This failure still needs explanation, for why would More insert such a strange and stubborn suspense in his narrative: active minds inside resolutely passive bodies with mumbling tongues? Whence does this moral failing derive? That Richard, transparent as he is, is still an imposing and threatening authority provides one explanation for the passivity of the commons, constrained out of fear into mutinous silence. But another possibility is that Richard's very transparency, his Actaeon-identity, confuses his viewers as much as it enlightens them. Here we are close to Jean Baudrillard's theories about modern news coverage. According to Baudrillard, contemporary news coverage takes us hostage, but "a latent incredulity and derision prevent us from being totally in [its] grip. ... It isn't critical consciousness that causes us to distance ourselves from it in this way, but the reflex of no longer wanting to play the game" (2005, 84). Similarly, the incredulity and derision of More's textual audience is distinct from any critical consciousness. Confronted with all the morally significant stages of Richard's story at once, viewers balk at their own place in the portrait not out of fear, but out of a necessarily deficient comprehension--not knowing bow to play the game, and not wanting to either. For if Richard is Actaeon and the English people are the beasts who must turn on him as his deforming intent is revealed, where is the god whose curse must catalyze both transformations? The coherence of the morally significant stages requires the presence of a moral touchstone--but More leaves out such a touchstone.

The reader's moral focus continues to shift back and forth in order to accommodate both the justifiable (and predictable) denunciation of Richard and the less consistent moral appraisal of his supporting cast, those clear-eyed witnesses to the Protector's tyranny who inexplicably continue to tolerate him. The public More creates in the History of Richard III are connected by their discerning senses; they are uniformly capable of sniffing out a bad argument, of spotting a fake. Yet as their sensitivity is emphasized, their moral acumen is actually weakened, until one can attach to them no better than an amoral bestiality, instinct without law, and without conscience.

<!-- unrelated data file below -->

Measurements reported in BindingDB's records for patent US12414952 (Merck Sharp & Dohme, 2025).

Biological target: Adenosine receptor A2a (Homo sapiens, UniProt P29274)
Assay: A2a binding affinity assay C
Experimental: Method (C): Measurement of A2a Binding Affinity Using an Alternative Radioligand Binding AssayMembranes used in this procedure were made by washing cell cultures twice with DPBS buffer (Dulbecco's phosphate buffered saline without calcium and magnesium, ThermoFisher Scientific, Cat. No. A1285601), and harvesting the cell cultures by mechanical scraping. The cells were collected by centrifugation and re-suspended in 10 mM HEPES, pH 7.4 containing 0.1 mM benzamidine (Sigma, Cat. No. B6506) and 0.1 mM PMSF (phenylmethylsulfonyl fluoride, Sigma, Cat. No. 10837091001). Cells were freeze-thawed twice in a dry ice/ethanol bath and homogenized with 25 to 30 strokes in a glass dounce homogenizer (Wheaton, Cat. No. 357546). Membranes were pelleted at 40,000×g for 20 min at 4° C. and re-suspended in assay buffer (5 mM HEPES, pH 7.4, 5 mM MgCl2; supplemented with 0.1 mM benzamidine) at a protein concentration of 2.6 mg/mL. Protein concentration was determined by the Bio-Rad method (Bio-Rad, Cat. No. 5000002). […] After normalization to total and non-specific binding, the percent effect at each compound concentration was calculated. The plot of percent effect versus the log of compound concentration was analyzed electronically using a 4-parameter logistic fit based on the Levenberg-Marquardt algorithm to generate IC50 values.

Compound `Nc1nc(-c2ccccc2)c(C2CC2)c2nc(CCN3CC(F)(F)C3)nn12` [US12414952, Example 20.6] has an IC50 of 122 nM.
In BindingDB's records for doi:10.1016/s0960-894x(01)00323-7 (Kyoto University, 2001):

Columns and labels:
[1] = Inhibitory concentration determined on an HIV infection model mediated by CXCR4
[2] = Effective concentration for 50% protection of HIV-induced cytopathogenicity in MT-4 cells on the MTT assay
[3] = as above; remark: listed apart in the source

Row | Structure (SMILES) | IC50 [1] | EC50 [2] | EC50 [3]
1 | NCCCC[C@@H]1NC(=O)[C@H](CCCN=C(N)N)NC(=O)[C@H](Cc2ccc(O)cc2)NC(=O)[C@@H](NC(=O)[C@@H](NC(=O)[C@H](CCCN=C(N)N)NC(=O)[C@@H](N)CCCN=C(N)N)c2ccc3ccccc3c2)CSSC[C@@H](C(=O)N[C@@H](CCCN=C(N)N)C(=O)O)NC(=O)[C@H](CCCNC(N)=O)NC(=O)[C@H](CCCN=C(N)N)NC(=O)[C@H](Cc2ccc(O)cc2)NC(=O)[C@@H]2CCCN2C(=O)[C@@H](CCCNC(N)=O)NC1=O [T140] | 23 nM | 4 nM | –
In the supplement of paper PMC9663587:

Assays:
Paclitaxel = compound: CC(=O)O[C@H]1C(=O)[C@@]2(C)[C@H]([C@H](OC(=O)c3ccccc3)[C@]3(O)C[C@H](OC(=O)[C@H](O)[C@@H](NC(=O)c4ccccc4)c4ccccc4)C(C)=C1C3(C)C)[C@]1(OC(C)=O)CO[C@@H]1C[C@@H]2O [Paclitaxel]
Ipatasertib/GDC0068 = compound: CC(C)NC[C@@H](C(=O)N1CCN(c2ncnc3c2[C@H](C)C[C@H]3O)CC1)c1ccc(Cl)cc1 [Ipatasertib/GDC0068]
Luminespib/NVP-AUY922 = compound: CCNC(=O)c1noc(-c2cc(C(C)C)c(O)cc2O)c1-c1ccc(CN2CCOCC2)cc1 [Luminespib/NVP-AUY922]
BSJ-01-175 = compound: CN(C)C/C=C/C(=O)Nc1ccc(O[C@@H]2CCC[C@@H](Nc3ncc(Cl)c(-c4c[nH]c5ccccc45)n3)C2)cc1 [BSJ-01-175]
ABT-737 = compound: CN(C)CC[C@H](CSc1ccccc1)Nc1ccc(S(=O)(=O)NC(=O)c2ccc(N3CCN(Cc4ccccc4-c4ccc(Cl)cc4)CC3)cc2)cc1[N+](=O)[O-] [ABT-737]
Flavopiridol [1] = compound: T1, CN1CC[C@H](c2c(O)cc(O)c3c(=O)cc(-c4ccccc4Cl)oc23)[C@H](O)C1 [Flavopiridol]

It is none other than Edward IV who first openly exposes these contradictions in society in his last speech to his friends and family. Urging peace between his kinsmen, Edward prays: "Oure Lorde forbydde, that you loue together the worse, for the selfe cause that you ought to loue the better. And yet that happeneth. And no where fynde wee so dead lye debate, as amonge them, whyche by nature and lawe moste oughte to agree together" (More 1963, 12). Edward assumes here a similitude between "nature and lawe" that is just not borne out by the phenomenon he has just uncovered; the people for whom it is most crucial that they get along are the very people who hate and distrust each other the most. More's historical personages continue to equate the god-given or instinctive with the human-made or provisional, and they lock themselves in a difficult and inescapable bind, moving further from God the more they lay claim to God's intimacy. More would sympathize and even identify with this impulse. He never relinquished the possibility that one could serve in both the world of men and the world of God, "whose governments were necessarily separate and distinct but, ideally, complementary and mutually supportive" (Wegemer & Smith 2004, xxviii). But the difficulty of that proposition is emphasized here and throughout the History. Nature and Law have become more than estranged, and the result is a general muddling of ethical behavior and a reduction of a public body's capacity to act meaningfully on its own consensus--in other words, its own conscience.